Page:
2. I agree, John, but I'm still not going to buy a Volt. GM seems to like taking too many short-cuts when it comes to safety and then justifying their shortfalls by making themselves look like the victim of big government, rules and regulations. It is kinda hard to justify away the fact that other hybrids and electrics does not have the same problem GM is trying to justify away. And it seems that GM does not have the best engineers in the world as they claim, it they did they would not be having this problem now.

  3. @James: I probably shouldn't be drawn into this debate, but please explain your claim that GM is "justifying their shortfalls by making themselves look like the victim of big government, rules and regulations".

    Examples, please? I can think of many, many grounds on which to criticize GM, but since the U.S. government still owns a substantial portion of the company, it has seems largely to have refrained from complaints about Federal regulation.

    So what are you referring to?

  4. John, the GOP owns GM and the GOP speaks for GM. The GOP always complains about too many regulations placed on companies like GM by the government. The GOP wants to deregulate companies like GM in the ploy that it creates jobs and if that happens, problems like GM has would never be known by the public. Just listen to the GOP debates and listen to the head of the Oversight Committee on the 25, which will be ran by the GOP.

  5. I have spent my life doing engineering and if this is the biggest problem that GM has, I would say they have done an excellent job.

    Further, GM deserves credit for bringing a third technology to the market place with the E-REV concept (the other two being Prius-type hybrids and BEV). Whether or not the E-REV concept ultimately succeeds, GM has made a more than credible effort to put the technology forward.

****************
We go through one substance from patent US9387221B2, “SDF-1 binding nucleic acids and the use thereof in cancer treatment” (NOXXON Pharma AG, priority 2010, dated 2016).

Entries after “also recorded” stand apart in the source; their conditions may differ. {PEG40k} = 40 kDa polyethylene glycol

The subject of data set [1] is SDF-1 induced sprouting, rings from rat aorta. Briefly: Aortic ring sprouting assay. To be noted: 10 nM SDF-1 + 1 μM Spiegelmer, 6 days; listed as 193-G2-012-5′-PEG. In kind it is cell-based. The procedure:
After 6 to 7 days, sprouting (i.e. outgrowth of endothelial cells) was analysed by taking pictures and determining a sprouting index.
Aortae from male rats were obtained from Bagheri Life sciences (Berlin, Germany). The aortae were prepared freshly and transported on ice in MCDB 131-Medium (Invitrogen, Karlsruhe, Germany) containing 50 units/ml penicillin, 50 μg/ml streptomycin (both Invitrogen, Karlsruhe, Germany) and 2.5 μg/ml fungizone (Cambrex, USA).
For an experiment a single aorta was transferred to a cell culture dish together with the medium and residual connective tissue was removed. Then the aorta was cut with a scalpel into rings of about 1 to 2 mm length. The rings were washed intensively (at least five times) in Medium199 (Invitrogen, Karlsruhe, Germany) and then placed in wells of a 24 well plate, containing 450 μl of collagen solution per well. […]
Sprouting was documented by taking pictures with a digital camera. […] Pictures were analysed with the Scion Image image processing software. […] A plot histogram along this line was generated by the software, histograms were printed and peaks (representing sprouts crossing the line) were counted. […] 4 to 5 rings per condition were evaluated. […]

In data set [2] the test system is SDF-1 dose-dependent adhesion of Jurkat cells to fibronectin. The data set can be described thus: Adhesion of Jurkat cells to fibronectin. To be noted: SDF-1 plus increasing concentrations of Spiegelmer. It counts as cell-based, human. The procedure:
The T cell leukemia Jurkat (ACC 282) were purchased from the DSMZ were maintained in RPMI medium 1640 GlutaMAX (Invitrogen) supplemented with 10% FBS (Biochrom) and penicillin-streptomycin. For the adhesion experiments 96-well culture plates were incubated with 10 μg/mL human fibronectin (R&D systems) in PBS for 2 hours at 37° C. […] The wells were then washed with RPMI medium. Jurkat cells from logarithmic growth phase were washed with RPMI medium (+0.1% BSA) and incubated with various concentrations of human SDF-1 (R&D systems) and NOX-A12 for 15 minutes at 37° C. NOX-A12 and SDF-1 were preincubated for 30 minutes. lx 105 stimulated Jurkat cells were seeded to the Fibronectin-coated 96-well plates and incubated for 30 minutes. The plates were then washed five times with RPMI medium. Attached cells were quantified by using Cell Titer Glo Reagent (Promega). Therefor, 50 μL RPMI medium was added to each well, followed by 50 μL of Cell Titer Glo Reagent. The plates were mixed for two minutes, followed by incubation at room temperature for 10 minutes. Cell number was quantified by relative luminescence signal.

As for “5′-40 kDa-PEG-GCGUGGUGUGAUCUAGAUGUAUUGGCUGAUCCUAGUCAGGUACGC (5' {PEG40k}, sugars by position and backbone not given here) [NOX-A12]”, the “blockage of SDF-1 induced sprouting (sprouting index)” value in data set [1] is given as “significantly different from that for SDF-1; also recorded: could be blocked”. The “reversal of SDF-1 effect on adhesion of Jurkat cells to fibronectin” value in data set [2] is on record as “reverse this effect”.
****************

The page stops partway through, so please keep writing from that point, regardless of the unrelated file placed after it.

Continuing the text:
The Plug-in Prius looks to be a very "compromised" vehicle compared to the Volt with regards to EV-only range. However, the plug-in Prius seems headed for a much lower point than the E-REVs on a forward looking basis. For me, it is great to see the two ideas competing in the marketplace.

  6. The Volt is a game changer. The first of it’s kind, and an inspiration to all other auto manufacturers (except Chrysler, ho hum).

  7. The GM EV1 was a game changer. The Volt is just a decent plugin hybrid.


  8. are you spacing out?

  9. I hear you brother. The EV1's efficiency is, as yet, unmatched. But the 2-seat game has been played out in the market place and seems to be a loser.

    That said, a modern, high efficiency 2 seater EV would work well for me in my daily commute.

  10. Has there ever been a more hyped product anywhere than the EV1? Cost $85k to make, horrendous range and no customers to buy it at even a moderate loss. But keep the myth going... Neil, you obviously know that the EV1 was a market failure and was way before its time, but was that GM's fault? How long exactly should GM have continued to lose money in a market that wasn't ready for EVs yet? When others crush or collect their EVs from customers, just like GM did, will you criticize those OEMs the same way as so many criticize GM?